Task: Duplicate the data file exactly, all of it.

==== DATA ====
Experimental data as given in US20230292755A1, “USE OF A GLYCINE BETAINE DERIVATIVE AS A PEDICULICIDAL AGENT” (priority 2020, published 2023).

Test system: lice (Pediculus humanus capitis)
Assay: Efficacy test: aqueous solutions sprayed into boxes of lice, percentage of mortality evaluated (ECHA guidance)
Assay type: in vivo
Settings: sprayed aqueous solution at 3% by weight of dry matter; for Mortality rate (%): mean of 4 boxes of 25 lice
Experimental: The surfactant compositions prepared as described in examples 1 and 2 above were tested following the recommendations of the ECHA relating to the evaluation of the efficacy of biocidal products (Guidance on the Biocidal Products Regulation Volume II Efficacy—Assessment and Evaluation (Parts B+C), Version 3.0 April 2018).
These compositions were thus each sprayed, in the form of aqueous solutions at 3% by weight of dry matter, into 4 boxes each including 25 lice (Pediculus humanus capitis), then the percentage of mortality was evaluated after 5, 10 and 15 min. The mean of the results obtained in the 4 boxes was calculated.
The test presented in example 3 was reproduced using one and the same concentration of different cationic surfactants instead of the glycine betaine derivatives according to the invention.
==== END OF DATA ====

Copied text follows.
Experimental data as given in US20230292755A1, “USE OF A GLYCINE BETAINE DERIVATIVE AS A PEDICULICIDAL AGENT” (priority 2020, published 2023).

Test system: lice (Pediculus humanus capitis)
Assay: Efficacy test: aqueous solutions sprayed into boxes of lice, percentage of mortality evaluated (ECHA guidance)
Assay type: in vivo
Settings: sprayed aqueous solution at 3% by weight of dry matter; for Mortality rate (%): mean of 4 boxes of 25 lice
Experimental: The surfactant compositions prepared as described in examples 1 and 2 above were tested following the recommendations of the ECHA relating to the evaluation of the efficacy of biocidal products (Guidance on the Biocidal Products Regulation Volume II Efficacy—Assessment and Evaluation (Parts B+C), Version 3.0 April 2018).
These compositions were thus each sprayed, in the form of aqueous solutions at 3% by weight of dry matter, into 4 boxes each including 25 lice (Pediculus humanus capitis), then the percentage of mortality was evaluated after 5, 10 and 15 min. The mean of the results obtained in the 4 boxes was calculated.
The test presented in example 3 was reproduced using one and the same concentration of different cationic surfactants instead of the glycine betaine derivatives according to the invention.